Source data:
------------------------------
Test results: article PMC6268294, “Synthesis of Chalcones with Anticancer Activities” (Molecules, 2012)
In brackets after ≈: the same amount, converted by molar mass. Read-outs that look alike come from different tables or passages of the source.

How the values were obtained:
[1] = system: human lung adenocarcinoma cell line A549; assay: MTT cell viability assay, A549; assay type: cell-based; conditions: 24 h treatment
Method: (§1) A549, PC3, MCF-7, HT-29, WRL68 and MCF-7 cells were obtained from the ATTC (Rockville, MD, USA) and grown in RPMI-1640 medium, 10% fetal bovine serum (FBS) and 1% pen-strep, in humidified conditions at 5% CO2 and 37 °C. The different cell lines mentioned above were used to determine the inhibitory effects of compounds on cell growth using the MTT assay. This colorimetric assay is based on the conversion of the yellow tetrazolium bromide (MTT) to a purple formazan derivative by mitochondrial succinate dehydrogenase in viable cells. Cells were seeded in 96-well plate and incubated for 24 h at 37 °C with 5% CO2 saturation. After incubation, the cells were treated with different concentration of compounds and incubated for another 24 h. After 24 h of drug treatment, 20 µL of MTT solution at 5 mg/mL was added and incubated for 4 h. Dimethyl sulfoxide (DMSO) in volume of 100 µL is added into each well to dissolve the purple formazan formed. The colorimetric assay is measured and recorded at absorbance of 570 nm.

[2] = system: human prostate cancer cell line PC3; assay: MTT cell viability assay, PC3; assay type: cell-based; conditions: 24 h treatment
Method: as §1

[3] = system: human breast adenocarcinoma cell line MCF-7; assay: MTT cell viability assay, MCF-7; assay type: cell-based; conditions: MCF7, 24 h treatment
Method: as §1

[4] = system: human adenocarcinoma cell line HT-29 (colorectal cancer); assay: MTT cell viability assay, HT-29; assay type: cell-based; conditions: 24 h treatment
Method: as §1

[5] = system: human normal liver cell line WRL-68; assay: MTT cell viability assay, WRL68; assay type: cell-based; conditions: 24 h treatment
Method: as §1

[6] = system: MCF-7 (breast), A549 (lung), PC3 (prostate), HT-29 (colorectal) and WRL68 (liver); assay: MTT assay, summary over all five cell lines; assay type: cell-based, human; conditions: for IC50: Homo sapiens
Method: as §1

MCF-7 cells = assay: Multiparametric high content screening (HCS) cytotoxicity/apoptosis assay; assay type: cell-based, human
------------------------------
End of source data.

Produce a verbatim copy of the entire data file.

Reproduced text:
Test results: article PMC6268294, “Synthesis of Chalcones with Anticancer Activities” (Molecules, 2012)
In brackets after ≈: the same amount, converted by molar mass. Read-outs that look alike come from different tables or passages of the source.

How the values were obtained:
[1] = system: human lung adenocarcinoma cell line A549; assay: MTT cell viability assay, A549; assay type: cell-based; conditions: 24 h treatment
Method: (§1) A549, PC3, MCF-7, HT-29, WRL68 and MCF-7 cells were obtained from the ATTC (Rockville, MD, USA) and grown in RPMI-1640 medium, 10% fetal bovine serum (FBS) and 1% pen-strep, in humidified conditions at 5% CO2 and 37 °C. The different cell lines mentioned above were used to determine the inhibitory effects of compounds on cell growth using the MTT assay. This colorimetric assay is based on the conversion of the yellow tetrazolium bromide (MTT) to a purple formazan derivative by mitochondrial succinate dehydrogenase in viable cells. Cells were seeded in 96-well plate and incubated for 24 h at 37 °C with 5% CO2 saturation. After incubation, the cells were treated with different concentration of compounds and incubated for another 24 h. After 24 h of drug treatment, 20 µL of MTT solution at 5 mg/mL was added and incubated for 4 h. Dimethyl sulfoxide (DMSO) in volume of 100 µL is added into each well to dissolve the purple formazan formed. The colorimetric assay is measured and recorded at absorbance of 570 nm.

[2] = system: human prostate cancer cell line PC3; assay: MTT cell viability assay, PC3; assay type: cell-based; conditions: 24 h treatment
Method: as §1

[3] = system: human breast adenocarcinoma cell line MCF-7; assay: MTT cell viability assay, MCF-7; assay type: cell-based; conditions: MCF7, 24 h treatment
Method: as §1

[4] = system: human adenocarcinoma cell line HT-29 (colorectal cancer); assay: MTT cell viability assay, HT-29; assay type: cell-based; conditions: 24 h treatment
Method: as §1

[5] = system: human normal liver cell line WRL-68; assay: MTT cell viability assay, WRL68; assay type: cell-based; conditions: 24 h treatment
Method: as §1

[6] = system: MCF-7 (breast), A549 (lung), PC3 (prostate), HT-29 (colorectal) and WRL68 (liver); assay: MTT assay, summary over all five cell lines; assay type: cell-based, human; conditions: for IC50: Homo sapiens
Method: as §1

MCF-7 cells = assay: Multiparametric high content screening (HCS) cytotoxicity/apoptosis assay; assay type: cell-based, human